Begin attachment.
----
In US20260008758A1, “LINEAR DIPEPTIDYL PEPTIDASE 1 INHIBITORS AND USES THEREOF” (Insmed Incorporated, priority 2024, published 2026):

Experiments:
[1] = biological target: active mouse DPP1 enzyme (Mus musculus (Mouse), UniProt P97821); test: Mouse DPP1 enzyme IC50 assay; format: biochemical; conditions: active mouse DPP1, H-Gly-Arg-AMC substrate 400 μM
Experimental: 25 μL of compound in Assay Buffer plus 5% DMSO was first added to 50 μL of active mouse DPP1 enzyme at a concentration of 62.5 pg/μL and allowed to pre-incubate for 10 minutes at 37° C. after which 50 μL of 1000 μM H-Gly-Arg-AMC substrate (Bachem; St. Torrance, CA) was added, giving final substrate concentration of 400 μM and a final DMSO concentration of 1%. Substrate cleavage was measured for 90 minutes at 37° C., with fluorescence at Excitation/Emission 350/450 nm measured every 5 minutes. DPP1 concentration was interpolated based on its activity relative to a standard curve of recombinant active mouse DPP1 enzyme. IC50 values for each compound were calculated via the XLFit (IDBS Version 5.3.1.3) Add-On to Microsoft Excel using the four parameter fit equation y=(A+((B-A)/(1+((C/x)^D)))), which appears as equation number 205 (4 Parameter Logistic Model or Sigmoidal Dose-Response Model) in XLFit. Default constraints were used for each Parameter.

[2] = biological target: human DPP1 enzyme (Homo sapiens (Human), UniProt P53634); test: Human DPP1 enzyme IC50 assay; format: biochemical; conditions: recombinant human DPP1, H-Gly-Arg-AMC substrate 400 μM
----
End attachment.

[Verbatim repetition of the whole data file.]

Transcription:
In US20260008758A1, “LINEAR DIPEPTIDYL PEPTIDASE 1 INHIBITORS AND USES THEREOF” (Insmed Incorporated, priority 2024, published 2026):

Experiments:
[1] = biological target: active mouse DPP1 enzyme (Mus musculus (Mouse), UniProt P97821); test: Mouse DPP1 enzyme IC50 assay; format: biochemical; conditions: active mouse DPP1, H-Gly-Arg-AMC substrate 400 μM
Experimental: 25 μL of compound in Assay Buffer plus 5% DMSO was first added to 50 μL of active mouse DPP1 enzyme at a concentration of 62.5 pg/μL and allowed to pre-incubate for 10 minutes at 37° C. after which 50 μL of 1000 μM H-Gly-Arg-AMC substrate (Bachem; St. Torrance, CA) was added, giving final substrate concentration of 400 μM and a final DMSO concentration of 1%. Substrate cleavage was measured for 90 minutes at 37° C., with fluorescence at Excitation/Emission 350/450 nm measured every 5 minutes. DPP1 concentration was interpolated based on its activity relative to a standard curve of recombinant active mouse DPP1 enzyme. IC50 values for each compound were calculated via the XLFit (IDBS Version 5.3.1.3) Add-On to Microsoft Excel using the four parameter fit equation y=(A+((B-A)/(1+((C/x)^D)))), which appears as equation number 205 (4 Parameter Logistic Model or Sigmoidal Dose-Response Model) in XLFit. Default constraints were used for each Parameter.

[2] = biological target: human DPP1 enzyme (Homo sapiens (Human), UniProt P53634); test: Human DPP1 enzyme IC50 assay; format: biochemical; conditions: recombinant human DPP1, H-Gly-Arg-AMC substrate 400 μM